Right now, collecting signatures is the most important job for our campaign. We must collect 74,574 valid signatures by November 22, 2023 to proceed to the next step of the initiative process.

Step One — Sign Up to Volunteer

Make sure you have signed up to volunteer to collect signatures. This will keep our efforts organized as we scale up across Massachusetts. Thank you!

Step Two — Get the Petitions and a Clipboard

Once you are signed up to volunteer, our Organizing Director (Art Gordon) or one of our other organizers will call or message you to connect you with signature-gathering efforts in your community, or to make a plan to get petition papers and a clipboard to you.

Alternatively, you may print out your own petitions, provided you follow these exact instructions:

  • Use 8.5 x 11 white paper.
  • Print doubled-sided using this .pdf file.
  • The petitions must look exactly like those produced by the Commonwealth of Massachusetts.

Step Three — Collect Signatures

  • Chose a location.
    • You can collect signatures with us on municipal Election Day, Tuesday, November 7, 2023.
      • Please note — Massachusetts state law and regulations prohibit gathering signatures on initiative petitions within one hundred fifty (150) feet of a polling place on Election Day, i.e. the "150-foot Rule" M. G. L. c. 54, § 65.
    • You can collect signatures in public places or at community events.
    • You can attend one of our signature gathering events.
    • You can carry the petitions with you as you go about your day and collect signatures a few at a time.
      • 20 x week for 5 weeks = 100 signatures.
    • Talk to a volunteer coordinator if you have questions or need help getting started.
  • Start each petition by designating its city or town.
    • Write the city or town in the box at the bottom of the petition on both the front and the back sides.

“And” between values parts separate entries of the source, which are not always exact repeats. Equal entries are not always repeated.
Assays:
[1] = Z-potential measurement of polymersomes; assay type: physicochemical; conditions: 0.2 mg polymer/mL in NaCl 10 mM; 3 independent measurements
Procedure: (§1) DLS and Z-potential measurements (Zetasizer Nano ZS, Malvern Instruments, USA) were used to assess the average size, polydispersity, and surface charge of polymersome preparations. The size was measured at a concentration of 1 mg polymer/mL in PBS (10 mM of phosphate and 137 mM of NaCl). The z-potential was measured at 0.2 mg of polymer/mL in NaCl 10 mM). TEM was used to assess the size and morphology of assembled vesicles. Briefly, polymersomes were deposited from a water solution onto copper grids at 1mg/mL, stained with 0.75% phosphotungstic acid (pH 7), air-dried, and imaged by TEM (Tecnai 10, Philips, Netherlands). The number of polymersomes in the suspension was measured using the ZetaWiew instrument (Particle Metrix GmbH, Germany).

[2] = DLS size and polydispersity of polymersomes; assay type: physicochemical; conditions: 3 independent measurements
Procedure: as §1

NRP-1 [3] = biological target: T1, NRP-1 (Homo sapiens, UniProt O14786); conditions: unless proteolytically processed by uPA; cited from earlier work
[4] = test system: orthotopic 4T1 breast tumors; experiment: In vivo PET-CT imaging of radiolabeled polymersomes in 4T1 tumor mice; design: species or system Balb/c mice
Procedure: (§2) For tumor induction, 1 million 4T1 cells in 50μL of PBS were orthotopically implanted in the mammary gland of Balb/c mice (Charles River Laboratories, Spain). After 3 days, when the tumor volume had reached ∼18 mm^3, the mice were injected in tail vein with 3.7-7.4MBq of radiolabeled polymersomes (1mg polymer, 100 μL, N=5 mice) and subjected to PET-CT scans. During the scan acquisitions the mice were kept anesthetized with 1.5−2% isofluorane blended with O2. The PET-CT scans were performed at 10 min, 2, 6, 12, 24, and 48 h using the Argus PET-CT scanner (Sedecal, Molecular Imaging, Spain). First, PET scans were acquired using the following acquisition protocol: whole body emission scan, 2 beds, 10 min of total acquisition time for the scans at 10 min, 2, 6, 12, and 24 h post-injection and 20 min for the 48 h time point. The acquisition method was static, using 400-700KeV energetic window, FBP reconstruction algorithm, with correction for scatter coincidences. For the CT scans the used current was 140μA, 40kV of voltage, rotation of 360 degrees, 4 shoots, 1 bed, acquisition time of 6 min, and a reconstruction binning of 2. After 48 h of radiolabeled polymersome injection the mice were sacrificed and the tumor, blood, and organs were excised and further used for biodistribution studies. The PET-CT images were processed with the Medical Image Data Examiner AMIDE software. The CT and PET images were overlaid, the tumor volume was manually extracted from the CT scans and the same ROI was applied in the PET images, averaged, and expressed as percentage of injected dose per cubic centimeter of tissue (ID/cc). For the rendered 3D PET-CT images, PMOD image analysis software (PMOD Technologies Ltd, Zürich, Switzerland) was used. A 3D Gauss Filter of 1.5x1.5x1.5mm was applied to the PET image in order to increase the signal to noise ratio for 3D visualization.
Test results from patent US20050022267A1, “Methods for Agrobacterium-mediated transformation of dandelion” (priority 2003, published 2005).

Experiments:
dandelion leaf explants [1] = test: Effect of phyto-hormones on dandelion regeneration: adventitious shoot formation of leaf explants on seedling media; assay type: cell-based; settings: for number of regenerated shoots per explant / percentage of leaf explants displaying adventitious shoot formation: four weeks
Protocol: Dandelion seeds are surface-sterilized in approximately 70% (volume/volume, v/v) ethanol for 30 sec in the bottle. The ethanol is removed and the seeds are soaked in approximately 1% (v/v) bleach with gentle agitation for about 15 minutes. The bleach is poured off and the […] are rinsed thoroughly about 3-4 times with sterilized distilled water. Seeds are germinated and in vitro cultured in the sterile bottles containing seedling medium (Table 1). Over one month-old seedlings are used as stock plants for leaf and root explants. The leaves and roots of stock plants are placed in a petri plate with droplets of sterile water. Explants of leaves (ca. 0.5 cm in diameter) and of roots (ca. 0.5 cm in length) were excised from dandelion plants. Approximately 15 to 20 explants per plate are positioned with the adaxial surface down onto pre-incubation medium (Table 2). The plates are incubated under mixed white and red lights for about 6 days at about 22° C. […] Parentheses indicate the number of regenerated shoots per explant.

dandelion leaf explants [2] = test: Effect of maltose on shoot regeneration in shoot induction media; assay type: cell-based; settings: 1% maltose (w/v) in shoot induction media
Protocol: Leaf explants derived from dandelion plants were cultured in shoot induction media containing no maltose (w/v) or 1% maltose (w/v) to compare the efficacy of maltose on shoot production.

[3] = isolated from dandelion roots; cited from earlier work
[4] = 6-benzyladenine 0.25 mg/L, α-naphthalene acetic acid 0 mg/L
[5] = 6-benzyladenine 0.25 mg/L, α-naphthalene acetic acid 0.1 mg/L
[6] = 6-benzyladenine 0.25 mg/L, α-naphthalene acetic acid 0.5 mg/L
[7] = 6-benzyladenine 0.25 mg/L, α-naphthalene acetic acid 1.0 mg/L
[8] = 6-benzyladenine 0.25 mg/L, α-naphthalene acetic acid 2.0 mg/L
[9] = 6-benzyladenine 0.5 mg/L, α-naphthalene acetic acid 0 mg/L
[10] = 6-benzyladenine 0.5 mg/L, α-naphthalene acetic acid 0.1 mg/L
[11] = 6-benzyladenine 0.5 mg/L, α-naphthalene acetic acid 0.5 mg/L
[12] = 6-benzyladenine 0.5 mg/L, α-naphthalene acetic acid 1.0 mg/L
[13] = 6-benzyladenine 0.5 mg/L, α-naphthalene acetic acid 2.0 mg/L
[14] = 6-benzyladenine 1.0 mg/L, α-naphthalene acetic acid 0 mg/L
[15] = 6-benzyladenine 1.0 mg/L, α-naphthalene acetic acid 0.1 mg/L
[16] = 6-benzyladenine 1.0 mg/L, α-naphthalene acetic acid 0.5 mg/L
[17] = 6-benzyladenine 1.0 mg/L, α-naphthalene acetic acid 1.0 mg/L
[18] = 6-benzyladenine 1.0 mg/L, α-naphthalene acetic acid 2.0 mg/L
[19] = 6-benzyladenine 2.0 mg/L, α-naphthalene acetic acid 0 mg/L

• Each petition may be used to collect signatures from only one city or town. If you are collecting signatures in a location where there are people from several different municipalities, use a different petition for each additional city or town.
  • Signature — it must be a "legible signature" signed substantially as registered.
    • If the registrars can determine the identity of the voter from the form of the signature, the name shall be considered "signed substantially as registered."
    • A voter may insert or omit a middle name or initial and still have the signature deemed valid.
  • Address — the voter prints the address where they are currently registered.
    • There is no need to print the city/town or zip code in the Address box (the city or town is already designated at the bottom of both sides of the petition).
    • All Massachusetts voters are eligible to sign. Just make sure they sign a petition designated for the city or town where they are currently registered.
  • There is no need to enter anything in the Ward or Precinct boxes. Those boxes are for local election officials.
  • Persons who are prevented from signing by physical disability may authorize another individual to sign for them in their presence.
  • If a voter signs incorrectly or makes an error, do not erase or make changes. Do not cross anything out. Leave the incorrect line intact and ask the voter to sign their name and print their address again on the next line.
  • Avoid any stray markings on the petition. It's okay to skip a line, and it's also okay to "retire" the petition you're working on and and start with a clean sheet even if the one you're working on is only partially filled up.
  • Checklist for gathering signatures produced by the Secretary of the Commonwealth.

Step Four — Return Your Petition Papers

  • Check in with Art Gordon or your local volunteer coordinator to let them know when you're ready to return your petition sheets.